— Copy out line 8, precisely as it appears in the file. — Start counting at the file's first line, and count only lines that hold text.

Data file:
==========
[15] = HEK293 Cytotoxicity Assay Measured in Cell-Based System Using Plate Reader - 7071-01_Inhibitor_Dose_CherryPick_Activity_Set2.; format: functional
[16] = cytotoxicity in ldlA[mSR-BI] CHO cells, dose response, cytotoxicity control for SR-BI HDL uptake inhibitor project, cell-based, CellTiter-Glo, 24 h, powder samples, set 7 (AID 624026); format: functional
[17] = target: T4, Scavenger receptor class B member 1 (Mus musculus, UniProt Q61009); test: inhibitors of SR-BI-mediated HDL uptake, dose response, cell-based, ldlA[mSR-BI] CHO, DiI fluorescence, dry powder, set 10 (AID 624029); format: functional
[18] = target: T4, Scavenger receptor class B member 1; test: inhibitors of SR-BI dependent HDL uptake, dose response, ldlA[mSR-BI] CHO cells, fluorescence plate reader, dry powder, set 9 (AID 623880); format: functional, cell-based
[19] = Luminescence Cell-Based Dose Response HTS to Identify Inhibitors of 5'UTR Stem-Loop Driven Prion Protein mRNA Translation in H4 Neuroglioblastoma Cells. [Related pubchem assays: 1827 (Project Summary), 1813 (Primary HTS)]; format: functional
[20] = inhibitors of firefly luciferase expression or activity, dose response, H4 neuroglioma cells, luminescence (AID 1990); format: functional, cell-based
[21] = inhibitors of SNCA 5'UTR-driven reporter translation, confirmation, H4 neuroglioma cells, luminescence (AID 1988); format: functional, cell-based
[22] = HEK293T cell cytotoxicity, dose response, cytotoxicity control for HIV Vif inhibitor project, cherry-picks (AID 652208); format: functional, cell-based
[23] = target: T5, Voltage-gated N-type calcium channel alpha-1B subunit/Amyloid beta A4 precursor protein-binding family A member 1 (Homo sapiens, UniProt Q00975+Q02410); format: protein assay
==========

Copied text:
[22] = HEK293T cell cytotoxicity, dose response, cytotoxicity control for HIV Vif inhibitor project, cherry-picks (AID 652208); format: functional, cell-based